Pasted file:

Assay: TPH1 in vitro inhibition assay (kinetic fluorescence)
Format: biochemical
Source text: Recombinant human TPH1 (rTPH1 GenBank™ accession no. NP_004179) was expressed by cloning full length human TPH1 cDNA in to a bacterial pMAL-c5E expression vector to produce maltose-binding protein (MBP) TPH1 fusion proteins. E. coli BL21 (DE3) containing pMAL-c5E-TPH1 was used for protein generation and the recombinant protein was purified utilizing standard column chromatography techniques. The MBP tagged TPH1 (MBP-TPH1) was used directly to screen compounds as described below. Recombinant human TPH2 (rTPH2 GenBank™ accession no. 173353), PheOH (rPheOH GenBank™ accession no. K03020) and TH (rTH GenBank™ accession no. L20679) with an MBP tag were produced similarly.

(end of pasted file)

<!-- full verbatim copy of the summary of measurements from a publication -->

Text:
Assay: TPH1 in vitro inhibition assay (kinetic fluorescence)
Format: biochemical
Source text: Recombinant human TPH1 (rTPH1 GenBank™ accession no. NP_004179) was expressed by cloning full length human TPH1 cDNA in to a bacterial pMAL-c5E expression vector to produce maltose-binding protein (MBP) TPH1 fusion proteins. E. coli BL21 (DE3) containing pMAL-c5E-TPH1 was used for protein generation and the recombinant protein was purified utilizing standard column chromatography techniques. The MBP tagged TPH1 (MBP-TPH1) was used directly to screen compounds as described below. Recombinant human TPH2 (rTPH2 GenBank™ accession no. 173353), PheOH (rPheOH GenBank™ accession no. K03020) and TH (rTH GenBank™ accession no. L20679) with an MBP tag were produced similarly.